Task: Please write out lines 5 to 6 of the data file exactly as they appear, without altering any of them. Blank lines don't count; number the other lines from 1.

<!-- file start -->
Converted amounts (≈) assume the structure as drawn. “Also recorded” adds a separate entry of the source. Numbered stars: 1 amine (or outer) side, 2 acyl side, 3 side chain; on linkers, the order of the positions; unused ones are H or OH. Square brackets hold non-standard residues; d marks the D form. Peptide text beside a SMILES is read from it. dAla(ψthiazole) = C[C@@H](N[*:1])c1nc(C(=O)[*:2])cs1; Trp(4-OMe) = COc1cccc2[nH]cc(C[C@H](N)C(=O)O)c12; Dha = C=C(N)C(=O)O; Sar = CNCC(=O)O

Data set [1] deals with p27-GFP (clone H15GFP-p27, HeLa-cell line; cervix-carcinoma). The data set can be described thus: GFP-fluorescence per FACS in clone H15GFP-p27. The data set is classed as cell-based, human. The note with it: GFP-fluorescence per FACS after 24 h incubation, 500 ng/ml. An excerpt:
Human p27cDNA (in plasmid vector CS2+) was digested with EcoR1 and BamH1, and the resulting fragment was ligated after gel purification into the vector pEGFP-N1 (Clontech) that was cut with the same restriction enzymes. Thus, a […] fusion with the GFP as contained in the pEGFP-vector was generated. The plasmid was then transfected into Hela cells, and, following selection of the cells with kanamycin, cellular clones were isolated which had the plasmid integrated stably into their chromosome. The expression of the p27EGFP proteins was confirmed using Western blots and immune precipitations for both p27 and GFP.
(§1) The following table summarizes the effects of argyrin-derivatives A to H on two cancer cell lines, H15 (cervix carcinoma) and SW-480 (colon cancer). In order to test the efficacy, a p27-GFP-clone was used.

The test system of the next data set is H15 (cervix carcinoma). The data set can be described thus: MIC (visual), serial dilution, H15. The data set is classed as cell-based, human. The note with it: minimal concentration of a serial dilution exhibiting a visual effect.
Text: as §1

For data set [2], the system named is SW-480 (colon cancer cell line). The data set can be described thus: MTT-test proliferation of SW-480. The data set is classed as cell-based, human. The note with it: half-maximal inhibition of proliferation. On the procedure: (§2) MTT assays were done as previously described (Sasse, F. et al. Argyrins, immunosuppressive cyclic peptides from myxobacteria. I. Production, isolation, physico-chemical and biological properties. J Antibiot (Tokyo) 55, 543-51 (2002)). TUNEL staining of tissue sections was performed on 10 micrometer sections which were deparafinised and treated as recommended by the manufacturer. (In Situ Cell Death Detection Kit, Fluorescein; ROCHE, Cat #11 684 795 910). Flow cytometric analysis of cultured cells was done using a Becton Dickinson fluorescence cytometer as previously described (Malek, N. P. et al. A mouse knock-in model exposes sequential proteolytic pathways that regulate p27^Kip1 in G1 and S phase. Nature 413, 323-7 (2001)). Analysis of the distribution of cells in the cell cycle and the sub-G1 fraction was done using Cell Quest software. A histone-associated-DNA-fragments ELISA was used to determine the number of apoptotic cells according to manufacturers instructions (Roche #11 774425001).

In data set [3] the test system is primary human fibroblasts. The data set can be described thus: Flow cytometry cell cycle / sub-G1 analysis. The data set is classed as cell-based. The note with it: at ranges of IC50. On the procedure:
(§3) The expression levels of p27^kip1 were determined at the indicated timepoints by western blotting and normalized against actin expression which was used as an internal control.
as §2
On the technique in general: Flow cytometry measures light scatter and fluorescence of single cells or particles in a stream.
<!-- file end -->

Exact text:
The test system of the next data set is H15 (cervix carcinoma). The data set can be described thus: MIC (visual), serial dilution, H15. The data set is classed as cell-based, human. The note with it: minimal concentration of a serial dilution exhibiting a visual effect.
Text: as §1